With recent technological advances, MS is now not only used to identify specific proteins or fragments, but also to characterize protein profiles that are associated with tumor characteristics and behavior. Our group used MALDI-TOF MS to profile 79 NSCLC and 14 normal lung frozen tissue sections, then selected differentially expressed MS signals (68) and defined a class prediction model using established methods (69). We identified protein signals that allowed the classification of lung tumors by histology, the distinction of primary tumors from metastases, and the identification of nodal involvement with 75% accuracy. We also identified a 15-signal signature classifying patients into good and poor prognosis groups. Recently we tested these proteins by IHC on formalin-fixed paraffin-embedded (FFPE) tissues from patients with NSCLC, and showed that the combined IHC scores of calmodulin, thymosin β4, and thymosin β10 were correlated to survival (70). We also found that cofilin-1 was correlated to a better outcome when the IHC score was low in patients without lymph node involvement or when the score was high in patients with positive nodes. To elucidate the biology of lung tumor development, we performed MALDI-TOF MS on 25 normal lung, 29 normal bronchial epithelium, 20 preinvasive, and 36 invasive lung cancer tissues from 53 patients (71). We found specific protein expression patterns classifying bronchial and alveolar tissue with normal histology from preinvasive bronchial lesions and invasive lung cancers with 90% accuracy.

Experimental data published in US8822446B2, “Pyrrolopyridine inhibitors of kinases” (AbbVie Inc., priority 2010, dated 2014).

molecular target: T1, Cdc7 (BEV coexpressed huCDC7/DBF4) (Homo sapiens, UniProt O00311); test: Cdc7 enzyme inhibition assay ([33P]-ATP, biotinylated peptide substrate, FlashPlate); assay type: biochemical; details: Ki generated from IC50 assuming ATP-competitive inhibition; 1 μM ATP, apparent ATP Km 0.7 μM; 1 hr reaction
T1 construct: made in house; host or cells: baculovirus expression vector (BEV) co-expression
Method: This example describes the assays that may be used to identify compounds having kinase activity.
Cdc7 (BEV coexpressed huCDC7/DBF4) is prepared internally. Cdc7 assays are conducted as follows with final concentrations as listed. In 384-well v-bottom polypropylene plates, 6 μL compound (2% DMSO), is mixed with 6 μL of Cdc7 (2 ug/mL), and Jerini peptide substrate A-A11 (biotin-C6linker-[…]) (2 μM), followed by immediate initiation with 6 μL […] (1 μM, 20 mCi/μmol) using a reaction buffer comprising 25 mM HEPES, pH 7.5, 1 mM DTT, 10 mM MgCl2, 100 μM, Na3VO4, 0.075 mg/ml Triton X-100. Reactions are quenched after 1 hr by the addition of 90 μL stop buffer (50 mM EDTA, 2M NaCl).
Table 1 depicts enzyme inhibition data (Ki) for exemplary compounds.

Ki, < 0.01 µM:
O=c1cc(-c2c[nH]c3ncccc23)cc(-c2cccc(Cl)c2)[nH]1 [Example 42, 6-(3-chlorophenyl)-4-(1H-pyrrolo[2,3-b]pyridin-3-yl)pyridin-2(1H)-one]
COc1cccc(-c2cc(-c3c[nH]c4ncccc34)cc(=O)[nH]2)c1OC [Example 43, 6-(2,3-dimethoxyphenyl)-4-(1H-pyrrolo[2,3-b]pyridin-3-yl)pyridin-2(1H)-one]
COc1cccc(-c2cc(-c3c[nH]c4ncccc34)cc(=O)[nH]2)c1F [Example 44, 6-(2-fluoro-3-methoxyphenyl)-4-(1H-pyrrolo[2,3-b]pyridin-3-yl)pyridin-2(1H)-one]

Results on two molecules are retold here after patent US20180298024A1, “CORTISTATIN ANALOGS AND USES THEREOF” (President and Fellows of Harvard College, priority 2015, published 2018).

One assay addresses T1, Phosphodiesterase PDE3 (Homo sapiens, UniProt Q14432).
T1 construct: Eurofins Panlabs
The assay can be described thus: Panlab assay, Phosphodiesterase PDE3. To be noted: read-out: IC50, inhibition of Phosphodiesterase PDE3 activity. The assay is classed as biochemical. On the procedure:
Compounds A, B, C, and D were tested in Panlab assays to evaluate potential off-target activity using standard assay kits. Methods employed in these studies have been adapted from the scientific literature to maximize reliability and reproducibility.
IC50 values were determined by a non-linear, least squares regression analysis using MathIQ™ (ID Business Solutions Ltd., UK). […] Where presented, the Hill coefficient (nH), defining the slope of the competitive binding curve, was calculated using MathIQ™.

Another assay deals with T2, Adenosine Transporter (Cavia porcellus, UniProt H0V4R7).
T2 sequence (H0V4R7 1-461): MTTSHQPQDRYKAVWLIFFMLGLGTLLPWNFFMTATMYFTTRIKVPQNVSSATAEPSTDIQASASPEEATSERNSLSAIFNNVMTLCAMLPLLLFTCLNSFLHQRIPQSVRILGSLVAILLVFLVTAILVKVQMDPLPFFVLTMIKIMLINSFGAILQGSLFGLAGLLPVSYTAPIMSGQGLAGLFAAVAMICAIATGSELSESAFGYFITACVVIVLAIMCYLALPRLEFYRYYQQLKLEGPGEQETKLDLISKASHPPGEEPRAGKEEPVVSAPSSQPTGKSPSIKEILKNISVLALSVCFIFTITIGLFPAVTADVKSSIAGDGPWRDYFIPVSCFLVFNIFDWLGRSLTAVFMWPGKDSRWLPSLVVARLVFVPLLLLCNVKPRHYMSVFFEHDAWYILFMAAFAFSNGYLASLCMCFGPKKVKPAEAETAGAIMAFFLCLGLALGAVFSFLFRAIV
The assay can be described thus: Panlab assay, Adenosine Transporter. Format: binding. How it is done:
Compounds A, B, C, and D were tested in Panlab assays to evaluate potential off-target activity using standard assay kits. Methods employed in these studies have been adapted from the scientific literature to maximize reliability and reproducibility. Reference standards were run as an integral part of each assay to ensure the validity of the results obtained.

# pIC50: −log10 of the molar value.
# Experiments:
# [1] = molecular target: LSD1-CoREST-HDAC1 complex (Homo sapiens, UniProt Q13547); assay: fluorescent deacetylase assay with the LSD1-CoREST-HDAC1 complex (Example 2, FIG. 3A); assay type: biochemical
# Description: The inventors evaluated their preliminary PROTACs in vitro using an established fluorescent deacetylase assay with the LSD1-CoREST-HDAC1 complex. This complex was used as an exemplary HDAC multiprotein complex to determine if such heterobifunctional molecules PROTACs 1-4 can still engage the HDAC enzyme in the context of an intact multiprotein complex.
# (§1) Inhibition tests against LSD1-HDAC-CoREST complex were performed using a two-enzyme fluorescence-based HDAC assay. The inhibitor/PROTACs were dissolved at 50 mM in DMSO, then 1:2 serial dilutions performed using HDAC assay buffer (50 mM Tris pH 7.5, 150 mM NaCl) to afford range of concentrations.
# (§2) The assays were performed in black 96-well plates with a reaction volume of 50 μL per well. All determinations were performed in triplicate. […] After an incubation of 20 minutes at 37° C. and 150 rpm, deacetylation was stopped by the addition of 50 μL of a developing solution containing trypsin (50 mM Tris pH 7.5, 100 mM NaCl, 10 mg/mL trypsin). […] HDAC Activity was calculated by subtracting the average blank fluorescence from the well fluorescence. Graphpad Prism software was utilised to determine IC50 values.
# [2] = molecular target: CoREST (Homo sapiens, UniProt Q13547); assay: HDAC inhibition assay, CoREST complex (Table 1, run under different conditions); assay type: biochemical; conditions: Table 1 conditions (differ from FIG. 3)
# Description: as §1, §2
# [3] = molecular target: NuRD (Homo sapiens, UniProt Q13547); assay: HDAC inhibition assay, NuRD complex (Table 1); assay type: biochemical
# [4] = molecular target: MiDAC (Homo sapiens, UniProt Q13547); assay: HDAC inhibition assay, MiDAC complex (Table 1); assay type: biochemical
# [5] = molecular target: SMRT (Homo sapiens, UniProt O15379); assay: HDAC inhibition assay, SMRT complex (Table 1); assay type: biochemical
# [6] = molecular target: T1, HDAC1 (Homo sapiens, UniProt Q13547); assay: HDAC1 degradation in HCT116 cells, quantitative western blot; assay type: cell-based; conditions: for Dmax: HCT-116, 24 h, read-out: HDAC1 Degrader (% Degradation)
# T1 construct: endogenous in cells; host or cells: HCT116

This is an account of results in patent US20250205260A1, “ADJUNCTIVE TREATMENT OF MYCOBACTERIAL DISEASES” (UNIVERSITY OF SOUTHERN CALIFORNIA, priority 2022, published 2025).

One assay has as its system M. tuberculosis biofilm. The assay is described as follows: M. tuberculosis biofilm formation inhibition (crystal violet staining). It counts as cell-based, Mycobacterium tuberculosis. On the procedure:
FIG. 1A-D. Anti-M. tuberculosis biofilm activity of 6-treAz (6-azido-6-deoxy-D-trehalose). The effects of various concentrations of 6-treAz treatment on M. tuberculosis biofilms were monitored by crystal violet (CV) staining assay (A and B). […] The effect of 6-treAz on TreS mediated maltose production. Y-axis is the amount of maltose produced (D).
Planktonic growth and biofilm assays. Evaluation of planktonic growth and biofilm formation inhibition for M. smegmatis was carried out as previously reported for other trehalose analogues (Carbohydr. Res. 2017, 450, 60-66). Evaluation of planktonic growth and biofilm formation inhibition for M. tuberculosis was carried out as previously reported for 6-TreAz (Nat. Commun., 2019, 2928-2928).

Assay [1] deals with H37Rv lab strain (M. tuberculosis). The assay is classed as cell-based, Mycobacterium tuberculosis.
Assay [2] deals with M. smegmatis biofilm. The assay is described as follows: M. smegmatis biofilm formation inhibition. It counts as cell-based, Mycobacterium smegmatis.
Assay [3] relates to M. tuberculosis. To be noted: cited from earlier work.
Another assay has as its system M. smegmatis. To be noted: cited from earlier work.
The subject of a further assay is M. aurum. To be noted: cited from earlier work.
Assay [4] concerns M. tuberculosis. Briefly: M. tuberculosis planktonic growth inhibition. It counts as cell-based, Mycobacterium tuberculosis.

To identify new prognostic factors for patients with NSCLC who had been surgically resected, Yanagisawa and coworkers (72) analyzed protein profiles of 174 NSCLC tumors and 27 normal lung tissues with MALDI MS. In the training set (116 NSCLC and 20 normal tissues), when comparing MS signals of patients with high risk of recurrence (who died within 5 years of surgery because of relapse) to those with low risk of recurrence (alive without any sign of relapse after a median follow-up of 89 months), 25 signals were found to be differentially expressed, associated with both relapse-free and overall survivals. In the independent validation set (58 NSCLC and 7 normal tissues), the signature was also significantly associated with relapse-free survival and overall survival among patients with stage I disease. For the other stages, only the association with overall survival was statistically significant. This 25-signal signature distinguished patients with NSCLC with good prognosis from those with poor prognosis better than the prognostic factors currently used in clinic, such as histology and TNM classification. By detecting which patients are likely to relapse after surgery, this 25-signal signature may help to decide which patients will benefit from systemic adjuvant therapy. The authors also identified approximately half of the proteins present in the signature and showed that they are involved in cell migration, cell death, cell cycle, protein metabolism, and transcription. These proteins included ribosomal protein L26-like 1, acylphosphatase, and phosphoprotein enriched in astrocytes 15. A better understanding of their role in NSCLC tumorigenesis and progression may lead to improved treatments.